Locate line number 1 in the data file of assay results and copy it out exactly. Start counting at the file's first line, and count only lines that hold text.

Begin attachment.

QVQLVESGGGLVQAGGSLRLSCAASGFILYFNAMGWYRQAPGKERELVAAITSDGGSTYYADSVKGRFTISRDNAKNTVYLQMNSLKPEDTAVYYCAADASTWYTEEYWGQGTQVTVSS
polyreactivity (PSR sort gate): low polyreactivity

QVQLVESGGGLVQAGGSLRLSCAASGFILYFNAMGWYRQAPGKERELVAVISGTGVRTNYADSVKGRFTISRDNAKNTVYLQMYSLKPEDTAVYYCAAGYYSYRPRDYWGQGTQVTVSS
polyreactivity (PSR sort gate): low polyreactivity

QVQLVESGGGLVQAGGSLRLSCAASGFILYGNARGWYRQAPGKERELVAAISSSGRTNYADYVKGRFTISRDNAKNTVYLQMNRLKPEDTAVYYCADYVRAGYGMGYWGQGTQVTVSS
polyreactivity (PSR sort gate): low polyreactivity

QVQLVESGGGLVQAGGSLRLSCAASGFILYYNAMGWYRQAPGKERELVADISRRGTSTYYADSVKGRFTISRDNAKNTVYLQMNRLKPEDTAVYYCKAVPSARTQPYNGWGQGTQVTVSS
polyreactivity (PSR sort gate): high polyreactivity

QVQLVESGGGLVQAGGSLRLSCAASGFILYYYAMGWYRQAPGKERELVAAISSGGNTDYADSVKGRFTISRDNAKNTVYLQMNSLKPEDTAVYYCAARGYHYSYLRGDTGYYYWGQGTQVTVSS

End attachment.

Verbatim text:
QVQLVESGGGLVQAGGSLRLSCAASGFILYFNAMGWYRQAPGKERELVAAITSDGGSTYYADSVKGRFTISRDNAKNTVYLQMNSLKPEDTAVYYCAADASTWYTEEYWGQGTQVTVSS